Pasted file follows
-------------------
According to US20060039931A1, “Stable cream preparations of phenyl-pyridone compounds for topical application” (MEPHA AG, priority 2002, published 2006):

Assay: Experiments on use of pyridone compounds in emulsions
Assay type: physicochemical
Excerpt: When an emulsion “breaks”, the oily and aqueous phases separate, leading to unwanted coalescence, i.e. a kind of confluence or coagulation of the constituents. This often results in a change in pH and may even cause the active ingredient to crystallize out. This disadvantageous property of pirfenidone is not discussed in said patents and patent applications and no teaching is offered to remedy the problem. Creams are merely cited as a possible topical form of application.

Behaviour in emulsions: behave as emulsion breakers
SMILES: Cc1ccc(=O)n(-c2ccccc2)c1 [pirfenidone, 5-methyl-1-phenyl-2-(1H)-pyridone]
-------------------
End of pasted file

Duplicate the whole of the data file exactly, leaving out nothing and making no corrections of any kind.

According to US20060039931A1, “Stable cream preparations of phenyl-pyridone compounds for topical application” (MEPHA AG, priority 2002, published 2006):

Assay: Experiments on use of pyridone compounds in emulsions
Assay type: physicochemical
Excerpt: When an emulsion “breaks”, the oily and aqueous phases separate, leading to unwanted coalescence, i.e. a kind of confluence or coagulation of the constituents. This often results in a change in pH and may even cause the active ingredient to crystallize out. This disadvantageous property of pirfenidone is not discussed in said patents and patent applications and no teaching is offered to remedy the problem. Creams are merely cited as a possible topical form of application.

Behaviour in emulsions: behave as emulsion breakers
SMILES: Cc1ccc(=O)n(-c2ccccc2)c1 [pirfenidone, 5-methyl-1-phenyl-2-(1H)-pyridone]